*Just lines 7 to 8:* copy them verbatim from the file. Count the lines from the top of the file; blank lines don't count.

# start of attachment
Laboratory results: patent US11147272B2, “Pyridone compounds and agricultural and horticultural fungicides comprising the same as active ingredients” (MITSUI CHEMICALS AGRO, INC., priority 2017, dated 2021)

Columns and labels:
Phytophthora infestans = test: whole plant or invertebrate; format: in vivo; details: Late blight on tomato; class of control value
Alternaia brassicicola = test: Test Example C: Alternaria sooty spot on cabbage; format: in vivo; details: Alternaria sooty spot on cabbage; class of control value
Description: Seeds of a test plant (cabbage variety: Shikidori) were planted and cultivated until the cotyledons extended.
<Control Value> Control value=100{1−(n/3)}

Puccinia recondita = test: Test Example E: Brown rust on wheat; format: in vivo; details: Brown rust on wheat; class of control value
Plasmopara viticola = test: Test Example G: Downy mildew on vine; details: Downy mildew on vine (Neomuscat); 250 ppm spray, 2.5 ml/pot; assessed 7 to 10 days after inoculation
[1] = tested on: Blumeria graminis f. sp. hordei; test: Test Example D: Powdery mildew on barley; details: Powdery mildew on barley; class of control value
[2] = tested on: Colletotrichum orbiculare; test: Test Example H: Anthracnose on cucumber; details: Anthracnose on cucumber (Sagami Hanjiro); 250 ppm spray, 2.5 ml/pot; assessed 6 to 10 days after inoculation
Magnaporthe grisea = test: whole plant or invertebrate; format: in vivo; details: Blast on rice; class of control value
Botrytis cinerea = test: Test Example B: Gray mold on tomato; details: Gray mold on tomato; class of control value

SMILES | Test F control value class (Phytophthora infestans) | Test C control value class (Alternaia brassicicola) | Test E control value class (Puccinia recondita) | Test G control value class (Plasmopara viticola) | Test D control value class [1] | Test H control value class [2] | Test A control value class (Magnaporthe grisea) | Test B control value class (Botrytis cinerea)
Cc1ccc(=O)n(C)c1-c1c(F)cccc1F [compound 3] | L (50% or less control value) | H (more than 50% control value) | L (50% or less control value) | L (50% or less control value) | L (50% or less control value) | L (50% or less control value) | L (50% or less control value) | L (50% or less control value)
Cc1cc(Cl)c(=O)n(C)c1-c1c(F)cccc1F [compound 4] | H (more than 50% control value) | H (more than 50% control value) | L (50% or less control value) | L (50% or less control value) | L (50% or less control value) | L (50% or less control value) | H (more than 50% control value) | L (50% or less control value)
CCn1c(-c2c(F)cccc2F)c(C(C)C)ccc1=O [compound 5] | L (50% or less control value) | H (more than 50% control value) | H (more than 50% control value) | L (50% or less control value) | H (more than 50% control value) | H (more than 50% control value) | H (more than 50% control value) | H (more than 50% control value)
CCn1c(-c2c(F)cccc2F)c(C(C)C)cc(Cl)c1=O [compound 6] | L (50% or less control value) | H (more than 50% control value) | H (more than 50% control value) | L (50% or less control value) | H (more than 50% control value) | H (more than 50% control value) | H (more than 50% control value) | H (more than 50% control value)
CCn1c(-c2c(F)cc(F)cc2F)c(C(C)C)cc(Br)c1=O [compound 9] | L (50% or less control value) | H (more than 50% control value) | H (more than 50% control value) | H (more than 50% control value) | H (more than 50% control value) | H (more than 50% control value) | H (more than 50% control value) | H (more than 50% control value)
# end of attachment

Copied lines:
Puccinia recondita = test: Test Example E: Brown rust on wheat; format: in vivo; details: Brown rust on wheat; class of control value
Plasmopara viticola = test: Test Example G: Downy mildew on vine; details: Downy mildew on vine (Neomuscat); 250 ppm spray, 2.5 ml/pot; assessed 7 to 10 days after inoculation